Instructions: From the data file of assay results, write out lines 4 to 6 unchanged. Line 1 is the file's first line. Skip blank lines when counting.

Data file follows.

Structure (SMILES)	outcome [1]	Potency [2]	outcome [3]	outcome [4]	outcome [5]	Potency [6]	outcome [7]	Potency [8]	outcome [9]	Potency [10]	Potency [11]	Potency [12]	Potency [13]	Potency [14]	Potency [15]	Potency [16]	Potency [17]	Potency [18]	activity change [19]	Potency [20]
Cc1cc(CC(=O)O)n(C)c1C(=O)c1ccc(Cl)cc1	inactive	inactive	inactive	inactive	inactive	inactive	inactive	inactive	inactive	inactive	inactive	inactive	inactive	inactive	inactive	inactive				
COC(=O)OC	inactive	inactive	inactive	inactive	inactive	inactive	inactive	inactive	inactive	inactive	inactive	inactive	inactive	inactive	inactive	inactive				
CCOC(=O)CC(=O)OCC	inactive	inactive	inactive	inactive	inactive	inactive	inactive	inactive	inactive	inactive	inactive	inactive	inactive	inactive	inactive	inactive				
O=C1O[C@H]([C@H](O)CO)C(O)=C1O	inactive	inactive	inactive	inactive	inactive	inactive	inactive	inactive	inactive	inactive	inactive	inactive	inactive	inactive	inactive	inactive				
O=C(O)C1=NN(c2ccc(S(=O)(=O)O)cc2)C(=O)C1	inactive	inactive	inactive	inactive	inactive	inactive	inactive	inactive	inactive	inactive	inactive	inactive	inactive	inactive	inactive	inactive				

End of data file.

CCOC(=O)CC(=O)OCC	inactive	inactive	inactive	inactive	inactive	inactive	inactive	inactive	inactive	inactive	inactive	inactive	inactive	inactive	inactive	inactive				
O=C1O[C@H]([C@H](O)CO)C(O)=C1O	inactive	inactive	inactive	inactive	inactive	inactive	inactive	inactive	inactive	inactive	inactive	inactive	inactive	inactive	inactive	inactive				
O=C(O)C1=NN(c2ccc(S(=O)(=O)O)cc2)C(=O)C1	inactive	inactive	inactive	inactive	inactive	inactive	inactive	inactive	inactive	inactive	inactive	inactive	inactive	inactive	inactive	inactive				